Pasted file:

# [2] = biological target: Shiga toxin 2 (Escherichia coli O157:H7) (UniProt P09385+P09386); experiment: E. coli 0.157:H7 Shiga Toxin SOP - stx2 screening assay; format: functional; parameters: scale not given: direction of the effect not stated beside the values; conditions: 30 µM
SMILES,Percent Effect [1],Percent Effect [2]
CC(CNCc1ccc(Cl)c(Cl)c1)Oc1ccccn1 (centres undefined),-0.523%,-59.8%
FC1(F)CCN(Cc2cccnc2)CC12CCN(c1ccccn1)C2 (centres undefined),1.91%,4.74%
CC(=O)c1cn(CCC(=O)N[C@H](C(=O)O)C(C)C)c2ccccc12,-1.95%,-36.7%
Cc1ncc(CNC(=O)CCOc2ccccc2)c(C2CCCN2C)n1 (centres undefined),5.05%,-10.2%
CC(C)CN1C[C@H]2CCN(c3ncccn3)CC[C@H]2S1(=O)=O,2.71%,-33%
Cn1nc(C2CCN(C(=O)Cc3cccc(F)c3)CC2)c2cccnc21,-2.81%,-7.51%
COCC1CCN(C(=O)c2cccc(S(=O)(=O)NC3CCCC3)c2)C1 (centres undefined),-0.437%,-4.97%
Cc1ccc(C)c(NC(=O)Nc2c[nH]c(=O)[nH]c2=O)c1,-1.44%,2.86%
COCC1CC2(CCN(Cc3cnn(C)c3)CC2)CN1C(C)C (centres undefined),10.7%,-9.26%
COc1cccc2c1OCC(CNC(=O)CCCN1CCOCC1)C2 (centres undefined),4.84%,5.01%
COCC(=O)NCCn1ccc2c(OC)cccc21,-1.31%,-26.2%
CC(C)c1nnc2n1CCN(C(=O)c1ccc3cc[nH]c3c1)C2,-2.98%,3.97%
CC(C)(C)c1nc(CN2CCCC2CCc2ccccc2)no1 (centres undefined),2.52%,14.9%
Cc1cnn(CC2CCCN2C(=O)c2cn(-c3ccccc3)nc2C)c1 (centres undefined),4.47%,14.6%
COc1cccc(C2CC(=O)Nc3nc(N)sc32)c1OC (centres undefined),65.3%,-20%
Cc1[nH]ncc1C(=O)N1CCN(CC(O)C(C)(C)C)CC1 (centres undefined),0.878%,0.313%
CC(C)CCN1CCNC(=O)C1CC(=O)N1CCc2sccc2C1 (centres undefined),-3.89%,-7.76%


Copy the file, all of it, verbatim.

# [2] = biological target: Shiga toxin 2 (Escherichia coli O157:H7) (UniProt P09385+P09386); experiment: E. coli 0.157:H7 Shiga Toxin SOP - stx2 screening assay; format: functional; parameters: scale not given: direction of the effect not stated beside the values; conditions: 30 µM
SMILES,Percent Effect [1],Percent Effect [2]
CC(CNCc1ccc(Cl)c(Cl)c1)Oc1ccccn1 (centres undefined),-0.523%,-59.8%
FC1(F)CCN(Cc2cccnc2)CC12CCN(c1ccccn1)C2 (centres undefined),1.91%,4.74%
CC(=O)c1cn(CCC(=O)N[C@H](C(=O)O)C(C)C)c2ccccc12,-1.95%,-36.7%
Cc1ncc(CNC(=O)CCOc2ccccc2)c(C2CCCN2C)n1 (centres undefined),5.05%,-10.2%
CC(C)CN1C[C@H]2CCN(c3ncccn3)CC[C@H]2S1(=O)=O,2.71%,-33%
Cn1nc(C2CCN(C(=O)Cc3cccc(F)c3)CC2)c2cccnc21,-2.81%,-7.51%
COCC1CCN(C(=O)c2cccc(S(=O)(=O)NC3CCCC3)c2)C1 (centres undefined),-0.437%,-4.97%
Cc1ccc(C)c(NC(=O)Nc2c[nH]c(=O)[nH]c2=O)c1,-1.44%,2.86%
COCC1CC2(CCN(Cc3cnn(C)c3)CC2)CN1C(C)C (centres undefined),10.7%,-9.26%
COc1cccc2c1OCC(CNC(=O)CCCN1CCOCC1)C2 (centres undefined),4.84%,5.01%
COCC(=O)NCCn1ccc2c(OC)cccc21,-1.31%,-26.2%
CC(C)c1nnc2n1CCN(C(=O)c1ccc3cc[nH]c3c1)C2,-2.98%,3.97%
CC(C)(C)c1nc(CN2CCCC2CCc2ccccc2)no1 (centres undefined),2.52%,14.9%
Cc1cnn(CC2CCCN2C(=O)c2cn(-c3ccccc3)nc2C)c1 (centres undefined),4.47%,14.6%
COc1cccc(C2CC(=O)Nc3nc(N)sc32)c1OC (centres undefined),65.3%,-20%
Cc1[nH]ncc1C(=O)N1CCN(CC(O)C(C)(C)C)CC1 (centres undefined),0.878%,0.313%
CC(C)CCN1CCNC(=O)C1CC(=O)N1CCc2sccc2C1 (centres undefined),-3.89%,-7.76%